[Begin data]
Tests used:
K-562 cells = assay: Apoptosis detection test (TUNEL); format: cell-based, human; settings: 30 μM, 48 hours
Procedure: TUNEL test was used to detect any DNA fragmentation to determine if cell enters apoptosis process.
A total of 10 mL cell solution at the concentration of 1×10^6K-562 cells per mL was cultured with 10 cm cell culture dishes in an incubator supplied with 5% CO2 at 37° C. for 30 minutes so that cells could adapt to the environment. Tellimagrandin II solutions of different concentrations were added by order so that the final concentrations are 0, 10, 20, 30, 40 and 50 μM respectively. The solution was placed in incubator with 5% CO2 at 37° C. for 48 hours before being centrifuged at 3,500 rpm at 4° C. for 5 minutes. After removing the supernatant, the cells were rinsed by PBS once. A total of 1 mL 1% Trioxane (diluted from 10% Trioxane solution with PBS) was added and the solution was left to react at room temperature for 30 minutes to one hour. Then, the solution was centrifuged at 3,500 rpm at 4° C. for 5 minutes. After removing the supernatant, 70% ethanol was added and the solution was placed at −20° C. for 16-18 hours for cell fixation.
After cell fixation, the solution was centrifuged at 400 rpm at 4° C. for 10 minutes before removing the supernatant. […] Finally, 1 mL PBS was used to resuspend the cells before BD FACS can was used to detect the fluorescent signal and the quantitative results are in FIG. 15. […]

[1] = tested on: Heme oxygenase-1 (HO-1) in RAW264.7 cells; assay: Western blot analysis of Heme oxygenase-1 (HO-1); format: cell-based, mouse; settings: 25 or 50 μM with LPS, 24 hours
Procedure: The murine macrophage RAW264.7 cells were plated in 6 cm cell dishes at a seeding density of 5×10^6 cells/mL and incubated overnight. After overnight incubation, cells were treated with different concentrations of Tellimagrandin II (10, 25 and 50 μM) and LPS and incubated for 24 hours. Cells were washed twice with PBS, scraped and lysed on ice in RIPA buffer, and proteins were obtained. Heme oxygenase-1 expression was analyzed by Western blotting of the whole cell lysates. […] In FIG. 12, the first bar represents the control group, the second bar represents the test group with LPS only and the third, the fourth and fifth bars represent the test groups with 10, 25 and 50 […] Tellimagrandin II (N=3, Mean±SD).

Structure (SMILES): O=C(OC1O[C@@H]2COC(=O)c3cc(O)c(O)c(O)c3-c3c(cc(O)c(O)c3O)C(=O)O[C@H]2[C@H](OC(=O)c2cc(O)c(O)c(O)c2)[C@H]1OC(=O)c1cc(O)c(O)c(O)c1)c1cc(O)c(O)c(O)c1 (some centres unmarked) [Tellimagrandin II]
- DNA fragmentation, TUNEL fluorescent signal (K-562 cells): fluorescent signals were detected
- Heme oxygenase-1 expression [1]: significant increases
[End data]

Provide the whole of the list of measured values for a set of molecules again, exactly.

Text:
Tests used:
K-562 cells = assay: Apoptosis detection test (TUNEL); format: cell-based, human; settings: 30 μM, 48 hours
Procedure: TUNEL test was used to detect any DNA fragmentation to determine if cell enters apoptosis process.
A total of 10 mL cell solution at the concentration of 1×10^6K-562 cells per mL was cultured with 10 cm cell culture dishes in an incubator supplied with 5% CO2 at 37° C. for 30 minutes so that cells could adapt to the environment. Tellimagrandin II solutions of different concentrations were added by order so that the final concentrations are 0, 10, 20, 30, 40 and 50 μM respectively. The solution was placed in incubator with 5% CO2 at 37° C. for 48 hours before being centrifuged at 3,500 rpm at 4° C. for 5 minutes. After removing the supernatant, the cells were rinsed by PBS once. A total of 1 mL 1% Trioxane (diluted from 10% Trioxane solution with PBS) was added and the solution was left to react at room temperature for 30 minutes to one hour. Then, the solution was centrifuged at 3,500 rpm at 4° C. for 5 minutes. After removing the supernatant, 70% ethanol was added and the solution was placed at −20° C. for 16-18 hours for cell fixation.
After cell fixation, the solution was centrifuged at 400 rpm at 4° C. for 10 minutes before removing the supernatant. […] Finally, 1 mL PBS was used to resuspend the cells before BD FACS can was used to detect the fluorescent signal and the quantitative results are in FIG. 15. […]

[1] = tested on: Heme oxygenase-1 (HO-1) in RAW264.7 cells; assay: Western blot analysis of Heme oxygenase-1 (HO-1); format: cell-based, mouse; settings: 25 or 50 μM with LPS, 24 hours
Procedure: The murine macrophage RAW264.7 cells were plated in 6 cm cell dishes at a seeding density of 5×10^6 cells/mL and incubated overnight. After overnight incubation, cells were treated with different concentrations of Tellimagrandin II (10, 25 and 50 μM) and LPS and incubated for 24 hours. Cells were washed twice with PBS, scraped and lysed on ice in RIPA buffer, and proteins were obtained. Heme oxygenase-1 expression was analyzed by Western blotting of the whole cell lysates. […] In FIG. 12, the first bar represents the control group, the second bar represents the test group with LPS only and the third, the fourth and fifth bars represent the test groups with 10, 25 and 50 […] Tellimagrandin II (N=3, Mean±SD).

Structure (SMILES): O=C(OC1O[C@@H]2COC(=O)c3cc(O)c(O)c(O)c3-c3c(cc(O)c(O)c3O)C(=O)O[C@H]2[C@H](OC(=O)c2cc(O)c(O)c(O)c2)[C@H]1OC(=O)c1cc(O)c(O)c(O)c1)c1cc(O)c(O)c(O)c1 (some centres unmarked) [Tellimagrandin II]
- DNA fragmentation, TUNEL fluorescent signal (K-562 cells): fluorescent signals were detected
- Heme oxygenase-1 expression [1]: significant increases